As the daughter of a community pathologist, I understood the role of pathologists and their part in caring for patients prior to starting my medical education. However, during medical school I wanted to be certain pathology was the right specialty for me. I chose to fully engage in every clinical rotation to gain the information I needed to choose a specialty. As a result of that choice, I gained detailed, practical experience in several specialty areas giving me insight into the challenges facing the other physicians on the healthcare team and allowing me to tailor my support to them as we care for patients. 

Given that experience, I would suggest that medical students focus their time in medical school learning how to be outstanding physicians. After medical school, their pathology residency training will then prepare them to be excellent pathologists.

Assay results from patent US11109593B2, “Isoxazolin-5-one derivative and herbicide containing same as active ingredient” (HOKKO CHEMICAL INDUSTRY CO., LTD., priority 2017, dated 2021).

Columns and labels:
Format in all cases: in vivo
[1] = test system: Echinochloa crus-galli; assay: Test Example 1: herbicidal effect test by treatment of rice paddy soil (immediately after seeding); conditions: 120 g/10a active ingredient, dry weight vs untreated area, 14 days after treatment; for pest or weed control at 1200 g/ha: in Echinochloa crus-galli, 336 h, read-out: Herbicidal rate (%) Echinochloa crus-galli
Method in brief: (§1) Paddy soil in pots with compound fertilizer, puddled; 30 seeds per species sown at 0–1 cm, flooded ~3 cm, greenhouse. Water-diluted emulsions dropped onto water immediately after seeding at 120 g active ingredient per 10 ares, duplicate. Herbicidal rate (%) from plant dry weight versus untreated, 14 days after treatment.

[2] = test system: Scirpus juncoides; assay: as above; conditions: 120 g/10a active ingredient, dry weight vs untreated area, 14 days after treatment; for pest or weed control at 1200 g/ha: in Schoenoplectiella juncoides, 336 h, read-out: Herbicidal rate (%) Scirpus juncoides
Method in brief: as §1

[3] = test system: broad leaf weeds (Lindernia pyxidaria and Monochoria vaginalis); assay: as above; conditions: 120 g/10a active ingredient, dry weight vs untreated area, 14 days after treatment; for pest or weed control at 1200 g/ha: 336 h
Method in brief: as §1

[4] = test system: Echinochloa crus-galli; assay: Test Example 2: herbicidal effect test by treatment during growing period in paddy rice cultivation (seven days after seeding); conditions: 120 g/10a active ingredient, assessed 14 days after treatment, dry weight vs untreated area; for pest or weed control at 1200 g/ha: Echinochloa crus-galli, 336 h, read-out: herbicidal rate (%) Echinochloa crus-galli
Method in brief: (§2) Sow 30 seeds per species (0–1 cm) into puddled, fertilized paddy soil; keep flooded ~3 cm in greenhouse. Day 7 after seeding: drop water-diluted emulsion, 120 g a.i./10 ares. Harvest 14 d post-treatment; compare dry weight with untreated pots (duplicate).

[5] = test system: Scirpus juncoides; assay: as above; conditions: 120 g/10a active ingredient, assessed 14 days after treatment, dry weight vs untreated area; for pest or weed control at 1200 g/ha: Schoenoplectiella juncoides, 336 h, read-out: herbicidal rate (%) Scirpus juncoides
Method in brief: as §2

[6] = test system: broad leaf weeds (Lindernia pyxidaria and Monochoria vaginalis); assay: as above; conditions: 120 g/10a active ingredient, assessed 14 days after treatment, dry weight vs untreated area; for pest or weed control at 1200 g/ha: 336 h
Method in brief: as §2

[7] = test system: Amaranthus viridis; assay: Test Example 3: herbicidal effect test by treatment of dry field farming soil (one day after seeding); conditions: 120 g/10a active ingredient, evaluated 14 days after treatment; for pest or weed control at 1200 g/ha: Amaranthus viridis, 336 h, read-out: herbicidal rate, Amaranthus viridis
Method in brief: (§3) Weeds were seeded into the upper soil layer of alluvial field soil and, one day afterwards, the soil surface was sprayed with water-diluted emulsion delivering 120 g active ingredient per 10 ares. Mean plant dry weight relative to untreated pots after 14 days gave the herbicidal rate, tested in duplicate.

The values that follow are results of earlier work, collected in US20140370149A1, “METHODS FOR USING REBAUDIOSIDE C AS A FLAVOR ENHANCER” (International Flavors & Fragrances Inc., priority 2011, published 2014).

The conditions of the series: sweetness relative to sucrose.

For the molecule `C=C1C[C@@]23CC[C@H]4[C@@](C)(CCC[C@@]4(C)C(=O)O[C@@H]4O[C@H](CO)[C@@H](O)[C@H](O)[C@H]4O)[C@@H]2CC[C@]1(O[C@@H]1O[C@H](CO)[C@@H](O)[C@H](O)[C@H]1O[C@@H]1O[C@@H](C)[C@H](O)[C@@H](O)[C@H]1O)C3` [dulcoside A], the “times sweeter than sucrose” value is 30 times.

Pathologist Specializations & Degree Types

A pathologist is a specialty within medicine and requires substantial education. Those who are interested in becoming a pathologist must complete an undergraduate degree in pre-medicine, biology, or chemistry. Then, they must complete a medical degree and residency in a graduate training program for pathology or any sub-specialties accredited by the Accreditation Council for Graduate Medical Education (ACGME).

Medical degrees take four years to complete, while residency typically takes three to seven years, particularly if a student opts to complete a fellowship. Students who choose to take a fellowship after residency may take an additional one to three years before getting licensed to practice medicine and sitting for their board exams.